The central government-appointed Commission for Air Quality Management for National Capital Region on Tuesday directed all industries in the region to completely switch to Piped Natural Gas, noting that the industrial sector was one of the major contributors to air pollution in Delhi and adjoining areas.
The decision was taken during a meeting, which was attended by representatives of the Delhi government, the Gas Authority of India Limited, and the Indraprastha Gas Limited, said a press release by the Ministry of Environment, Forest and Climate Change.
About 1,644 industrial units spread across 50 industrial areas were identified to switch over to PNG.
The Delhi Pollution Control Committee and the Aam Aadmi Party government were asked to work in “close coordination” with industrial units to ensure that a complete switch over to Piped Natural Gas was made by by January 31, 2021.
The pollution board was also directed to inspect and identify the industries using unapproved fuels, and to take stringent penal action in case of non-compliances.
The Commission for Air Quality has sweeping powers to monitor and act against sources of air pollution in Delhi-NCR and adjoining areas of five north Indian states – Punjab, Haryana, Rajasthan and Uttar Pradesh. It was put in place after the central government brought in a new law through an ordinance which was promulgated by President Ram Nath Kovind on October 28. The ordinance empowers the agency to make rules, set emission standards, and impose fines of up to Rs 1 crore, or imprison violators for up to five years.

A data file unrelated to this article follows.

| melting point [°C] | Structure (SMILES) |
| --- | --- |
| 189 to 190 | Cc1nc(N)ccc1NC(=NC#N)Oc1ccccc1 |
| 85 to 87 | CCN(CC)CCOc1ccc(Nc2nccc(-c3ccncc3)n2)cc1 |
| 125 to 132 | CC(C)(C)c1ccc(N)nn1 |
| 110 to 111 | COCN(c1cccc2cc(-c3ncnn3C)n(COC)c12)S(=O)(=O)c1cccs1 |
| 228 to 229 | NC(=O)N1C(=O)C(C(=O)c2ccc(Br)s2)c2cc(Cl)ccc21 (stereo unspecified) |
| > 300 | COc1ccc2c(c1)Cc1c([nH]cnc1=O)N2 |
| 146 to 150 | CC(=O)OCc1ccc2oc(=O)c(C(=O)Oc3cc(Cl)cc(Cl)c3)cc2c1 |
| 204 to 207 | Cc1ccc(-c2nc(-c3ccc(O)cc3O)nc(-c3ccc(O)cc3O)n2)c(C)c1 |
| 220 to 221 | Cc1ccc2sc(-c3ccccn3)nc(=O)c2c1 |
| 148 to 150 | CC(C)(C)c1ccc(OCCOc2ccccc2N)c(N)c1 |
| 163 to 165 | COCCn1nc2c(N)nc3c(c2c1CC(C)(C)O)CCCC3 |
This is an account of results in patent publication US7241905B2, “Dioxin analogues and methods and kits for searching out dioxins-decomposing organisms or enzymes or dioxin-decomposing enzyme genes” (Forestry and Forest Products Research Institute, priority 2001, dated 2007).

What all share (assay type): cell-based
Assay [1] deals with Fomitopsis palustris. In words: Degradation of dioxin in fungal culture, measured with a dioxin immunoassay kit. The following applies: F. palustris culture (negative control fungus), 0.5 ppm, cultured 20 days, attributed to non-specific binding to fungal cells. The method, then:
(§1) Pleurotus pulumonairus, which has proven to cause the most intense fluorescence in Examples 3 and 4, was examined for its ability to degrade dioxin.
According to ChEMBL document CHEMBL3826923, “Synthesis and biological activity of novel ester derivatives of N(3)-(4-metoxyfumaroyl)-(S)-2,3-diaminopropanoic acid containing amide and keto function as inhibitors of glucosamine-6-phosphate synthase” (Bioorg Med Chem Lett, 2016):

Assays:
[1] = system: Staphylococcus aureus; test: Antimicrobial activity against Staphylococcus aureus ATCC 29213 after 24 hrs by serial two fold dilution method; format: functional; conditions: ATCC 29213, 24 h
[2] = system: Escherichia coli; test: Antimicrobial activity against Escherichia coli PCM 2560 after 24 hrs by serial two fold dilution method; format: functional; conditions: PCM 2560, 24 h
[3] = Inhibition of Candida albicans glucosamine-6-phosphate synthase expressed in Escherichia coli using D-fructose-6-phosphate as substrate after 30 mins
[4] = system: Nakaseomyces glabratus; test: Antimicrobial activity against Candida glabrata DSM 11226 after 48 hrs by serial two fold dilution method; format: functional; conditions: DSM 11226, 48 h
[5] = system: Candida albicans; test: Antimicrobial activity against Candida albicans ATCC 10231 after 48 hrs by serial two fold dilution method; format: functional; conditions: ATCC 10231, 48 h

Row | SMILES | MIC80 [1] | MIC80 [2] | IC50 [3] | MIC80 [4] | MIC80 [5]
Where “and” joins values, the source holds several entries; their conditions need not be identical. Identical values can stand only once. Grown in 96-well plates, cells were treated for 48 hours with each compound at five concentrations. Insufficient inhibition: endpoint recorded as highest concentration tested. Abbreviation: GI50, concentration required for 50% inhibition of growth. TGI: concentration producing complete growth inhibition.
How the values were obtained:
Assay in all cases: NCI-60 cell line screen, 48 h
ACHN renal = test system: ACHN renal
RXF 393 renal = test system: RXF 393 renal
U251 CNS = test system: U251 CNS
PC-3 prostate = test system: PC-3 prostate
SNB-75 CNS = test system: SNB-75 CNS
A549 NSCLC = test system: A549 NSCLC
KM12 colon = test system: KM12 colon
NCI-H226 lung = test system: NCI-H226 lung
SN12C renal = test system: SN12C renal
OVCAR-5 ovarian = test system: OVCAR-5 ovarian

Delhi’s air pollution typically worsens in October and November due to farmers burning stubble in neighbouring states, unfavourable wind speed and local emission of traffic fumes in the city. Firecrackers ignited for Diwali and New Year celebrations add to the problem.
Pollution in the city had almost disappeared earlier this year, when the Centre imposed a countrywide lockdown to contain the coronavirus but has returned since the government began lifting restrictions at the end of August.
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But this year’s pollution levels breached the emergency threshold twice in November as smog enveloped the Capital for days. The air quality is considered in the “severe plus” or “emergency” category if PM2.5 and PM10 levels persist above 300 per cubic meter and 500 per cubic meter, respectively, for more than 48 hours, according to the Graded Response Action Plan.
The emergency situation this year had been a cause of concern as the city grappled a surge of coronavirus infections. Health experts worry that high air pollution levels over a prolonged period have compromised the disease resistance of people living in Delhi, making them more susceptible to the coronavirus.
The alarming levels of pollution also has a devastating impact on the economy. A report published in the medial journal, The Lancet, on Tuesday showed that premature deaths resulting from toxic air resulted in an economic loss of Rs 2.6 lakh crore – equivalent to 1.4% of India’s Gross Domestic Product – in 2019. Delhi had the highest per-capita economic loss due to air pollution, followed by Haryana.